UNESCO Digital Roadmap kicks off under the name PERSIST
Digital information is difficult to preserve over longer periods of time. Carriers like floppies or CD-ROMs have a short life span, and even if you have managed to keep the bits and bytes, the risk that current hardware and software cannot process the old data is very real. Archives, museums and libraries are acutely aware of these problems, yet they cannot find solutions on their own.
In December of 2013 an international meeting took place in The Hague in which the ICT industry, governments and heritage institutions discussed collaboration in the field of digital preservation. The meeting was convened by UNESCO, and was possible thanks to a subvention form the Netherlands Ministry of Education, Culture and Science.
Heritage institutions often have the feeling that their concerns for long-term preservation are not sufficiently taken into account by the industry, and they are looking for ways to influence the decisions of the industry at the earliest phase, when new products are developed. However, in practice they typically work at the very end of the life-cycle of digital documents, where they have to tend to vast collections of disparate materials for which industry support can no longer be guaranteed. The industry representatives in the panel (Microsoft, International Chamber of Commerce) explained the way businesses work, and discussed in an open and realistic manner how the heritage community could find ways to make its concerns shared by the industry; the word ‘business model’ was on everybody’s lip.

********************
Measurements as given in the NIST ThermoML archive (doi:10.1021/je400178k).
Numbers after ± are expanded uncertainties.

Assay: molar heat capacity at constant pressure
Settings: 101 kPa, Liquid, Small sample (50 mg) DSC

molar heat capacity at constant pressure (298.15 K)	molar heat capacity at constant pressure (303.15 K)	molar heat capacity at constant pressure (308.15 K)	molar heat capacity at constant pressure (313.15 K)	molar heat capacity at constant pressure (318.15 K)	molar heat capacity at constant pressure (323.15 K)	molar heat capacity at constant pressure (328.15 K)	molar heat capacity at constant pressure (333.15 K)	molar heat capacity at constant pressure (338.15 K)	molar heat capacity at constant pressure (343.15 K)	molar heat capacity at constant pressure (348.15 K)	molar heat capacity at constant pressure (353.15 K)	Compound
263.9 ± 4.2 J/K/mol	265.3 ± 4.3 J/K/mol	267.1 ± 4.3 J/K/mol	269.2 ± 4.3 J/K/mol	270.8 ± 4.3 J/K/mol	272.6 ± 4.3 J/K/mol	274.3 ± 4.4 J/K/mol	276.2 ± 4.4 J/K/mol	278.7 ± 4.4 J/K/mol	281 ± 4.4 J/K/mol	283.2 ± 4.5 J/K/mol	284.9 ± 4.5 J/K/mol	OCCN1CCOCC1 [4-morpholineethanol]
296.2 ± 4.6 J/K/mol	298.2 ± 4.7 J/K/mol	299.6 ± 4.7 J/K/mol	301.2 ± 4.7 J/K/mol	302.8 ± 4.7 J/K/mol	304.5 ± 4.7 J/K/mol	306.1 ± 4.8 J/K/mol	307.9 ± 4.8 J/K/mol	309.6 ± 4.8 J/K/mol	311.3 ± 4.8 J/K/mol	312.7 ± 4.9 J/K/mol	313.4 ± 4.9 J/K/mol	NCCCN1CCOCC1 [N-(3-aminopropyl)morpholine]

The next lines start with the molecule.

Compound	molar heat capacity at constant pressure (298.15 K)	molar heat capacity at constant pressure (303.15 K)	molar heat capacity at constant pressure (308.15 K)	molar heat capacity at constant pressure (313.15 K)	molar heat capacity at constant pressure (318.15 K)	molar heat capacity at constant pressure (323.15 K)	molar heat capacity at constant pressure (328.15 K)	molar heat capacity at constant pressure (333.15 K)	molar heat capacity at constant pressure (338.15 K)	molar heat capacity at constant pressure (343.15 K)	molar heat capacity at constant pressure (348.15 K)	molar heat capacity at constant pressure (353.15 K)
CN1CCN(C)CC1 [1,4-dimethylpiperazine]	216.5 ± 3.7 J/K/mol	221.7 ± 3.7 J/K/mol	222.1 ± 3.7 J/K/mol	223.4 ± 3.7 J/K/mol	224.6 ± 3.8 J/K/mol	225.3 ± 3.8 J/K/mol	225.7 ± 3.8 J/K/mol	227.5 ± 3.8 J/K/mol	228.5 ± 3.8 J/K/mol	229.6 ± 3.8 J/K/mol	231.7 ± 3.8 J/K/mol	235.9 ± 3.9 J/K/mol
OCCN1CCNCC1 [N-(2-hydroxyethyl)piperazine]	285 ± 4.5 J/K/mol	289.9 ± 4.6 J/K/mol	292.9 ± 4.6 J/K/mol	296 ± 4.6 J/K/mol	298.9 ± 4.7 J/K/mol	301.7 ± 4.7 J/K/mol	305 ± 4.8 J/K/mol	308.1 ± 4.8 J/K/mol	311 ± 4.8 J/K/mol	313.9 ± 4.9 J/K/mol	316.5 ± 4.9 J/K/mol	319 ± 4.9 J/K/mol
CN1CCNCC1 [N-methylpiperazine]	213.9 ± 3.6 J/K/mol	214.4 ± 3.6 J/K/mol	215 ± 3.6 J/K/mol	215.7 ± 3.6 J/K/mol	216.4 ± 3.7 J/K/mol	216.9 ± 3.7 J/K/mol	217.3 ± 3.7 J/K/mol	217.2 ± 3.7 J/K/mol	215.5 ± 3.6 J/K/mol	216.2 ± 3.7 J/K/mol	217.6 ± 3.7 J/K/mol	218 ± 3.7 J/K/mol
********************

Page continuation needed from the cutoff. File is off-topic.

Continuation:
Bridge the divide
This discussion between such diverging stakeholders does not come about by itself. Industry and heritage institutions have their own platform to discuss digital preservation, and there seems to be insufficient awareness of what happens at the other side. The Roadmap project should do its bit to bridge this divide.
The important role of national, regional (European Union) and global government (United Nations) in all this is evident. It was stressed that sustained access to government information is vital for development, democracy and the rule of law all over the globe. Moreover, governments can influence developments, not only because they set the rules for businesses and draft the archival laws, but also because they are an important purchaser of ICT-products.
In the coming years, UNESCO will cooperate with ICA, IFLA, LIBER and other partners to continue and intensify the discussion that started in The Hague. Under the new name UNESCO-PERSIST (Platform to Enhance the Sustainability of the Information Society Transglobally) it will address globally pressing questions on selection, responsibility and division of labour.
More information on UNESCO-PERSIST can be found here:
Digital information is difficult to preserve over longer periods of time. Carriers like hard disks have a short life span, and even if one manages to keep the bits and bytes, the risk that current hard- and software is unable to process the old data is very real. Archives, museums and libraries are acutely aware of these problems, yet they cannot find solutions on their own. The UNESCO PERSIST Project stimulates the debate between these institutions, government and the ICT-industry in order to promote digital sustainability. In its first phase PERSIST was coordinated by the Netherlands National Commission for UNESCO.